How the Metaverse Will Change Tomorrow’s Industry

The metaverse will fundamentally change the way the economy works. The major financial players have understood this well. AXA Investment Managers launched its themed fund on the metaverse a few weeks ago. It consists of about 250 titles that are divided into four categories: gaming, socializing, working and enabling technology. Much of the attention the metaverse has so far focused on the first two categories (gaming and socializing). But as a technology facilitator, the benefits in terms of value creation and innovation will certainly be greatest. Some speak of an “industrial metaverse”. It’s the same idea.

Numerous industrial applications

The aim is to simulate experiences or phenomena in the virtual world in order to provide an answer to the problems of the physical world. The most emblematic example is certainly that of Nvidia, an American publicly traded company that specializes in graphics processors, artificial intelligence and has one foot in the metaverse. Last December, the group’s CEO, Jensen Huang, announced plans to create a digital twin of Earth that can predict climate change using artificial intelligence. This is not a project that can be successful in the short term. It may take at least ten or fifteen years of research and investment. But suppose Nvidia succeeds. This could make it possible to anticipate and prevent climate change from occurring in the physical world, for companies to adapt, for insurers and for all economic players.

Other applications are possible. At Oceans.ai, we aim to create a metaverse within a few years that can help anticipate and predict the impact of corrosion on, for example, energy infrastructure. Corrosion, in a broad sense (including pipelines, gas pipelines, road infrastructure, etc.) cost France nearly €84 billion in 2019. This corresponds to 3.5% of GDP. If we could better anticipate the degradation of materials under the influence of the environment, this would make it possible to reduce both the costs incurred and the risks and to enhance the safety of the goods.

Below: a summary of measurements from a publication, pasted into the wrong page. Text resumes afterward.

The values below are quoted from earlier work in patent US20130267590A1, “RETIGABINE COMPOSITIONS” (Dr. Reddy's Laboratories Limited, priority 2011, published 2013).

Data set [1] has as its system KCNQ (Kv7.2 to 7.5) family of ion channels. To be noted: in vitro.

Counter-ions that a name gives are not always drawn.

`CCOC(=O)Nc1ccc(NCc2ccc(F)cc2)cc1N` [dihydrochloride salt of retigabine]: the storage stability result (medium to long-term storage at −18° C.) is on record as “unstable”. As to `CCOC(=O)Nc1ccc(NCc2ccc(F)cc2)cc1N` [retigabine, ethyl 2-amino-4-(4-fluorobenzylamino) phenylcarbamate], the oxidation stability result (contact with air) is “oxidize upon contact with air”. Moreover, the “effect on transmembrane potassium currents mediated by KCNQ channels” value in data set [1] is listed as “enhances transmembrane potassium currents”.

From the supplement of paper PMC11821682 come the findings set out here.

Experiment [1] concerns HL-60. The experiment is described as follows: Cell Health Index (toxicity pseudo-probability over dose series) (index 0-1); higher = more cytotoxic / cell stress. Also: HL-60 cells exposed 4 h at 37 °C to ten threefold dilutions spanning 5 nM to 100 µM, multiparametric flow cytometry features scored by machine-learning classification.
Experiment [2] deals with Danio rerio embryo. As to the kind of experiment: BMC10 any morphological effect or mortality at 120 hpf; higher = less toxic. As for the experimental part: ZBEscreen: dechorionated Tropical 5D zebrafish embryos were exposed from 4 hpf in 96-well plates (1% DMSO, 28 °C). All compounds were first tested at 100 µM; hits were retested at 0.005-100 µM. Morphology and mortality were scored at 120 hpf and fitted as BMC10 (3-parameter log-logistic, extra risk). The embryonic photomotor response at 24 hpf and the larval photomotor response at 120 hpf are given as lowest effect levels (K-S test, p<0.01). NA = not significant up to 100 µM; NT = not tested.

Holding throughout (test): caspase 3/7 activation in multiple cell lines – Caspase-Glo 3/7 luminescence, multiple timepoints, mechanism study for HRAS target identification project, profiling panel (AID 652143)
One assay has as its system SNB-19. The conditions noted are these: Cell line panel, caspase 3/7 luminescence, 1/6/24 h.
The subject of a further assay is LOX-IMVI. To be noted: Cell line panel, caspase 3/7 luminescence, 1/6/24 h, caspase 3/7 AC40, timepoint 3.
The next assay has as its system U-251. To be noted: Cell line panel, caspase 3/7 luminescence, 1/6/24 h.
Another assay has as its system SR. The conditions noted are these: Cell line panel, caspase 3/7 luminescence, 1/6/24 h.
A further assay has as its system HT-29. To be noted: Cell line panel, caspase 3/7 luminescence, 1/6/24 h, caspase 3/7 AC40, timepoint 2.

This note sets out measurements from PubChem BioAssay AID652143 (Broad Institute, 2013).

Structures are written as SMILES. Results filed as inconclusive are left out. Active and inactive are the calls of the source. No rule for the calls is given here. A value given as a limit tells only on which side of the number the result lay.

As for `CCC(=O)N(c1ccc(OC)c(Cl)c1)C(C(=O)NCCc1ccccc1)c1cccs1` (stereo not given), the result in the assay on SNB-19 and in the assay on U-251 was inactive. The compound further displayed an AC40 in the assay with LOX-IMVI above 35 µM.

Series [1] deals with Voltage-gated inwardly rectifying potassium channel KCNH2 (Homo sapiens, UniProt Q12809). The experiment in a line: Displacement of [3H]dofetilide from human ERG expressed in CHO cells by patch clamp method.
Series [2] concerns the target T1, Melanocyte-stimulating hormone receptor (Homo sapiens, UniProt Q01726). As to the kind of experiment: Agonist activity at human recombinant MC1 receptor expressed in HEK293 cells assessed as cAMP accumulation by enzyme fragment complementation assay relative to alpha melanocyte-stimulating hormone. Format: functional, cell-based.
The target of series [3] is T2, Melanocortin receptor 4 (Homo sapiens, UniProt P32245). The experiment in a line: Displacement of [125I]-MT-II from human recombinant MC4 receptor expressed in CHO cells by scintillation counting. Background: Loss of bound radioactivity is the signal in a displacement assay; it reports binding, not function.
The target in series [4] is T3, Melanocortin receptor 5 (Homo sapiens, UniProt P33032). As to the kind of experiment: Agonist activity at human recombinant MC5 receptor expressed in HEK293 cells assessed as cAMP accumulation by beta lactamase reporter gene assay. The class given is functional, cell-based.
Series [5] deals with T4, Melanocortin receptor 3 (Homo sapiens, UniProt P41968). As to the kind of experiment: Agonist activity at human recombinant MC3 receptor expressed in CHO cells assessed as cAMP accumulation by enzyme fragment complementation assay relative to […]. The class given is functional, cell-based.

In a similar vein, Boeing is creating its own internal metaverse based on digital twins to avoid design flaws in its aircraft. Boeing also wants to improve the maintenance and inspection of its aircraft. The American group uses current and historical maintenance data and has developed a machine learning algorithm that, if the project is successful, can anticipate the weaknesses that need to be monitored in the aircraft as a priority. However, this is not an easy task.

Regulations and complexity of data processing

The metaverse is based on the following technologies: augmented reality (e.g. 3D objects that fit in a room), virtual reality (simulation of a 3D environment that exists in the physical world), blockchain, 5G, IOT (connection physical objects with the Internet), industry 4.0 (which corresponds to the convergence of the virtual world with real objects), and artificial intelligence. Access to data is the key to success for the latter. It is common to say that artificial intelligence requires large amounts of data. It’s true. But what is not often emphasized is that the quality of the data (eg continuous and consistent data) is even more important. In particular, this makes it possible to create operating systems that serve as a framework for the digital twins we mentioned.

Data quality is not an end in itself. It is also important to take into account all data privacy needs and the still divergent regulations that apply here and there. Contrary to what we may think in Europe, we are lucky. Regulations are moving in the right direction. In early April, the European Parliament approved more flexible rules to facilitate data sharing (neutral intermediaries to aggregate data, incentive for public actors to share their data, etc.). This should help foster the climate of innovation around artificial intelligence and therefore around the metaverse. Finally, this system should soon be complemented by a law on the use of data generated by connected objects (currently under consideration at Member State level). This is also a crucial point for the industry.

Channel funds

The challenge now is to channel funds from the private equity more in the direction of the themes of innovation in industry. This is a challenge in France, where fundraising is mainly dominated by the fintech segment and, to a lesser extent, by medtech. In many cases, only the business venture capital (funds held by major industrial groups) with the Public Investment Bank (BPI) in attendance. This is not enough if we want to reindustrialize France and multiply the top sectors. We hope that the current tenant of the Elysée will also tackle this subject.